Rotavirus causes diarrhea and spreads easily among infants and young children. Some children may get severe diarrhea, become dehydrated and need to be hospitalized. You can protect your child with rotavirus vaccine.
Rotavirus disease is common among infants and young children. Rotavirus can cause severe watery diarrhea, vomiting, fever, and abdominal pain. Some children with rotavirus disease lose a lot of fluids and become very dehydrated. As a result, they may need to be hospitalized and can even die.
Rotavirus spreads easily among children. The virus passes into the environment through a sick person’s stool (poop) and spreads when a child puts something with rotavirus on it, such as their hand or a toy, in their mouth. Children can also get infected by consuming food and liquids that have rotavirus in them. In the United States, children are more likely to get rotavirus from December to June.
Rotavirus Can Cause Dehydration
Symptoms of Dehydration
- Decrease in urination
- Dry mouth and throat
- Feeling dizzy when standing up
A dehydrated child may cry with few or no tears and be unusually sleepy or fussy.
You can help prevent your child from getting dehydrated by having them drink plenty of liquids. Oral rehydration solutions (ORS) are helpful to prevent and treat dehydration. These are commonly available in food and drug stores. If you are unsure about how to use ORS, call your doctor.
Protect your child with rotavirus vaccine
The best way to protect your child from rotavirus is with rotavirus vaccine. Almost all children who get rotavirus vaccine (85 to 98 percent) will be protected from severe rotavirus disease. Most vaccinated children will not get sick from rotavirus at all.
There are two different rotavirus vaccines. Both are given by putting vaccine drops in an infant’s mouth.
- Rotateq® – Infants should receive three doses of this vaccine—at 2 months, 4 months, and 6 months of age.
- Rotarix® – Infants should receive two doses of this vaccine—at 2 months and 4 months of age.
This first dose of either vaccine is most effective if given before a child is 15 weeks old. Children should receive all doses of rotavirus vaccine before they turn 8 months old.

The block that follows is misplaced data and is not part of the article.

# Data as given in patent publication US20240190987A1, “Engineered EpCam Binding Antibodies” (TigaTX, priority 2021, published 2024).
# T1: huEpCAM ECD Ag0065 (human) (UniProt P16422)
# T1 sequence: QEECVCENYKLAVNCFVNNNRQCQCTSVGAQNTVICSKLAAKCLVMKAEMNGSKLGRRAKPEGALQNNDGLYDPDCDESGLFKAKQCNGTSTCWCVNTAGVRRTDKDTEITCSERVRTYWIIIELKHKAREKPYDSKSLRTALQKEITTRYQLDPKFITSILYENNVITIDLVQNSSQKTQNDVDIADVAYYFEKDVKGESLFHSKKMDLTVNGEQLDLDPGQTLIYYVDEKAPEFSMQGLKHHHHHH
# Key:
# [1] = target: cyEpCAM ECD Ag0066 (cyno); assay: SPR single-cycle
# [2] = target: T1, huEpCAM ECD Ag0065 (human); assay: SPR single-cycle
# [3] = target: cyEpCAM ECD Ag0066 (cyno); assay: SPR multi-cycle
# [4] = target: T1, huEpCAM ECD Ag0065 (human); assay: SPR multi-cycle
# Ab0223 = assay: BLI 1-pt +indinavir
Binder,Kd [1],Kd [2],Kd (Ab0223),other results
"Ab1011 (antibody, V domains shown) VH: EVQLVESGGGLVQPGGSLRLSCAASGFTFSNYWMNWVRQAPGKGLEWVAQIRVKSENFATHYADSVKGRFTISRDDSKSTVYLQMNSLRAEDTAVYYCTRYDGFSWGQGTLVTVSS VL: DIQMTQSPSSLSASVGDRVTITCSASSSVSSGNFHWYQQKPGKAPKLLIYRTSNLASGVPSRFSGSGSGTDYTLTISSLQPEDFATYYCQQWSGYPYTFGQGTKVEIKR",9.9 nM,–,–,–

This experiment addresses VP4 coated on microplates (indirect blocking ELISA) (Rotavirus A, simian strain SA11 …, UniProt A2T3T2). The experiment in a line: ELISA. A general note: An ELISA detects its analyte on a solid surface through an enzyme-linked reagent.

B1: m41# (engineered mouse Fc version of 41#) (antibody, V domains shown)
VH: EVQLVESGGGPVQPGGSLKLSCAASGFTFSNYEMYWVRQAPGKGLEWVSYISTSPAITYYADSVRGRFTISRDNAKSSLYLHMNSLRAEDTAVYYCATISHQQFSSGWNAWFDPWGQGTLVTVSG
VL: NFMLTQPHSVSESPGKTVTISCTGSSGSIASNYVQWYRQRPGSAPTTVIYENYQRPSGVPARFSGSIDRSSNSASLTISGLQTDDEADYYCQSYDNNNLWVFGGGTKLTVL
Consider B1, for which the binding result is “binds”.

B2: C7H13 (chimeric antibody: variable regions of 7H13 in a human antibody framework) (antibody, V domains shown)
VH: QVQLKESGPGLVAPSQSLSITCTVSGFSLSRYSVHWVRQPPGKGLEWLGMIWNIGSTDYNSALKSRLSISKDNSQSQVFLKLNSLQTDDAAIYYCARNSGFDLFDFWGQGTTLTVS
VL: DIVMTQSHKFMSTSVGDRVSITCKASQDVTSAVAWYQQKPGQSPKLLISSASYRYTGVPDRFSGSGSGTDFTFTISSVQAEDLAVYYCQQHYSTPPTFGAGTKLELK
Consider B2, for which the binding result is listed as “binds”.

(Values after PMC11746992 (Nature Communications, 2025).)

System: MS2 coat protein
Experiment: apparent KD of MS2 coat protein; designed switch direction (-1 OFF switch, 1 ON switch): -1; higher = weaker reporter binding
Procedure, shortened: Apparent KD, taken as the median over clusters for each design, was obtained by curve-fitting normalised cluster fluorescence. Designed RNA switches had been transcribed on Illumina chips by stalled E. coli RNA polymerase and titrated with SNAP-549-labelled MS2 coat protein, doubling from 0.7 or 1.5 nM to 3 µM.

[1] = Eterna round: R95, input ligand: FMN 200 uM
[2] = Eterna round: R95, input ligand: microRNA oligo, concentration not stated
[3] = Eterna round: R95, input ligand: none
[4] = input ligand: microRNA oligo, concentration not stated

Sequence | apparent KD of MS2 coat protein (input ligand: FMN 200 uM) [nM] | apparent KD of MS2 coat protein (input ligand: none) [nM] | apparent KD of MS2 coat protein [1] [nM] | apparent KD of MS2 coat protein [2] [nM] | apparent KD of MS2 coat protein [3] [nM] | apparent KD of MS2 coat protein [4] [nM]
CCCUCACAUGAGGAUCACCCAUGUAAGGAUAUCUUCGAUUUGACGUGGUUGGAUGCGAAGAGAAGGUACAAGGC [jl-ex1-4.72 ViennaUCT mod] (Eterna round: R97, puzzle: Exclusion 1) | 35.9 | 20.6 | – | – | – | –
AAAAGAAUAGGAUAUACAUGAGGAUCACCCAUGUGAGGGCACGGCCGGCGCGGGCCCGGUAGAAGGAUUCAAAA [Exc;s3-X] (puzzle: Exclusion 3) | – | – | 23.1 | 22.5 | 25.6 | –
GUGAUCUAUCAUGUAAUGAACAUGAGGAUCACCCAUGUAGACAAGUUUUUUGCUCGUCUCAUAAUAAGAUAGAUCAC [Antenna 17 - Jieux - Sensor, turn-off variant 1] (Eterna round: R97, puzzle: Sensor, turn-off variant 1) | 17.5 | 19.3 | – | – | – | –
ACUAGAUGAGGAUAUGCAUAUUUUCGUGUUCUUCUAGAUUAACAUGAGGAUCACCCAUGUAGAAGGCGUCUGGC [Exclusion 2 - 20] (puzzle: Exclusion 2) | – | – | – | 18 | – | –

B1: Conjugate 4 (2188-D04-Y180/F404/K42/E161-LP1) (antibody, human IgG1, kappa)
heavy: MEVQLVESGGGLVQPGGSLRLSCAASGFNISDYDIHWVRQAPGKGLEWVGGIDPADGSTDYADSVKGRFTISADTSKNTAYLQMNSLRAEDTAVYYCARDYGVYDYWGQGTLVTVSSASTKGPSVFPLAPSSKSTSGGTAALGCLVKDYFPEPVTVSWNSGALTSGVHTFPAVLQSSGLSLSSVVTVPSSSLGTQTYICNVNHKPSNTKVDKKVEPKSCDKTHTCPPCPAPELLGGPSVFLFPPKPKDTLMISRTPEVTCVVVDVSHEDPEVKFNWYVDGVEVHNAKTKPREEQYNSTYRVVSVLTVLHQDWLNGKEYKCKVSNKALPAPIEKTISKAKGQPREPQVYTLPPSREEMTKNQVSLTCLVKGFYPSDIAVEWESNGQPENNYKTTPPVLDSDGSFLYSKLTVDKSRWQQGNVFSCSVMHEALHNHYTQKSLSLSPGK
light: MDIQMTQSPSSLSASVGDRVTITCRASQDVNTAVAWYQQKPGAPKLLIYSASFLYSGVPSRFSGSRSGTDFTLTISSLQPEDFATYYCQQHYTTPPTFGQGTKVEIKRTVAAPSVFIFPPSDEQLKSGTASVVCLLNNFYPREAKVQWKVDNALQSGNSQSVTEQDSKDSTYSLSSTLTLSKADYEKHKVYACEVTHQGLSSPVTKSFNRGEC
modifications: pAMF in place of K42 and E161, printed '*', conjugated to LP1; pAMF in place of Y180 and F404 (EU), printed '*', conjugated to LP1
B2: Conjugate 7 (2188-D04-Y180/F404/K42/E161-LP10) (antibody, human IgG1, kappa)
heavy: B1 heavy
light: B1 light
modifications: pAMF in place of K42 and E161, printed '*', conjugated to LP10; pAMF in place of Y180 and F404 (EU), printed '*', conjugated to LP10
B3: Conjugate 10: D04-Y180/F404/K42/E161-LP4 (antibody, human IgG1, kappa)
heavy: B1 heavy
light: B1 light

Millions of infants have been vaccinated
Millions of infants in the United States have gotten rotavirus vaccine safely. However, some studies have shown a small increase in cases of intussusception from rotavirus vaccination. Intussusception is a bowel blockage that is treated in a hospital and may require surgery. It is estimated that risk of intussusception is 1 in every 20,000 infants to 1 in every 100,000 infants after vaccination. Intussusception is most likely to happen within the first week after the first or second dose of rotavirus vaccine.
CDC continues to recommend that infants receive rotavirus vaccine. The benefits of the vaccine far outweigh the small risk of intussusception. Thanks to the rotavirus vaccine, there has been a dramatic decrease in the number of children who are hospitalized or visit the emergency room because of rotavirus illness in the United States.
Paying for Rotavirus Vaccines
Most health insurance plans cover the cost of vaccines. However, you may want to check with your insurance provider before going to the doctor. If you don’t have health insurance or if your insurance does not cover vaccines for your child, the Vaccines for Children (VFC) Program may be able to help. This program helps families of eligible children who might not otherwise have access to vaccines. To find out if your child is eligible, visit the VFC website or ask your child’s doctor. You can also contact your state VFC coordinator.
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- CDC’s rotavirus disease website
- Rotavirus fact sheet for parents [401 KB]
- Rotavirus disease [463 KB] – a true story about 10-month-old twin boys who had severe illness caused by rotavirus
- CDC’s rotavirus vaccination website
- U.S. Food and Drug Administration Information for Parents and Caregivers about rotavirus vaccines
- Vaccines for Children Program Brief Answers to Common Questions
- Rotavirus Vaccine Information Statement [276 KB]
- Page last reviewed: December 19, 2016
- Page last updated: February 2, 2017
- Content source:
- National Center for Immunizations and Respiratory Diseases, Division of Viral Diseases
- Page maintained by: Office of the Associate Director for Communication, Digital Media Branch, Division of Public Affairs